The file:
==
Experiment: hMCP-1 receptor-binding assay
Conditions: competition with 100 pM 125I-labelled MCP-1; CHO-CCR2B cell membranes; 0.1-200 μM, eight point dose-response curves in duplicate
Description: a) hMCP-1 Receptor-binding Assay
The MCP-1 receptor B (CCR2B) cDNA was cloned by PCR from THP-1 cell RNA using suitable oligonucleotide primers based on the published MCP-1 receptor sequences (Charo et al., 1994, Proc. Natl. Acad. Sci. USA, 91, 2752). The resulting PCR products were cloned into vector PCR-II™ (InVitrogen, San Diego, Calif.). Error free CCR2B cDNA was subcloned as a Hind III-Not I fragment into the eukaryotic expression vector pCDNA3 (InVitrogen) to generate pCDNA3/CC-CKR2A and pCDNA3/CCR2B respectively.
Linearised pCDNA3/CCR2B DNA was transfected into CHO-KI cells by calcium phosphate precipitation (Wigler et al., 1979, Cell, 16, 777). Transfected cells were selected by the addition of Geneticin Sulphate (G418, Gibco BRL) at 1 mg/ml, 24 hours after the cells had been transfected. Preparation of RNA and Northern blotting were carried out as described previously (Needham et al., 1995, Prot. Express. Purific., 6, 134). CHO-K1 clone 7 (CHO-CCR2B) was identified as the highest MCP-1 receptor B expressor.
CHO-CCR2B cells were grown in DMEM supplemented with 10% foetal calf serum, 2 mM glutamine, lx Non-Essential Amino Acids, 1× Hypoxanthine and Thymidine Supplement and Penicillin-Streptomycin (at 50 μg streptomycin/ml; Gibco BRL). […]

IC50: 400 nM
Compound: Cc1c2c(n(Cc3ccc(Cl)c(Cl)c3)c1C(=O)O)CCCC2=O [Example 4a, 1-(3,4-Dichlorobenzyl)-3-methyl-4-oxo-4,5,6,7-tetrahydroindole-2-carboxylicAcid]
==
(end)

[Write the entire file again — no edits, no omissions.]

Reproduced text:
Experiment: hMCP-1 receptor-binding assay
Conditions: competition with 100 pM 125I-labelled MCP-1; CHO-CCR2B cell membranes; 0.1-200 μM, eight point dose-response curves in duplicate
Description: a) hMCP-1 Receptor-binding Assay
The MCP-1 receptor B (CCR2B) cDNA was cloned by PCR from THP-1 cell RNA using suitable oligonucleotide primers based on the published MCP-1 receptor sequences (Charo et al., 1994, Proc. Natl. Acad. Sci. USA, 91, 2752). The resulting PCR products were cloned into vector PCR-II™ (InVitrogen, San Diego, Calif.). Error free CCR2B cDNA was subcloned as a Hind III-Not I fragment into the eukaryotic expression vector pCDNA3 (InVitrogen) to generate pCDNA3/CC-CKR2A and pCDNA3/CCR2B respectively.
Linearised pCDNA3/CCR2B DNA was transfected into CHO-KI cells by calcium phosphate precipitation (Wigler et al., 1979, Cell, 16, 777). Transfected cells were selected by the addition of Geneticin Sulphate (G418, Gibco BRL) at 1 mg/ml, 24 hours after the cells had been transfected. Preparation of RNA and Northern blotting were carried out as described previously (Needham et al., 1995, Prot. Express. Purific., 6, 134). CHO-K1 clone 7 (CHO-CCR2B) was identified as the highest MCP-1 receptor B expressor.
CHO-CCR2B cells were grown in DMEM supplemented with 10% foetal calf serum, 2 mM glutamine, lx Non-Essential Amino Acids, 1× Hypoxanthine and Thymidine Supplement and Penicillin-Streptomycin (at 50 μg streptomycin/ml; Gibco BRL). […]

IC50: 400 nM
Compound: Cc1c2c(n(Cc3ccc(Cl)c(Cl)c3)c1C(=O)O)CCCC2=O [Example 4a, 1-(3,4-Dichlorobenzyl)-3-methyl-4-oxo-4,5,6,7-tetrahydroindole-2-carboxylicAcid]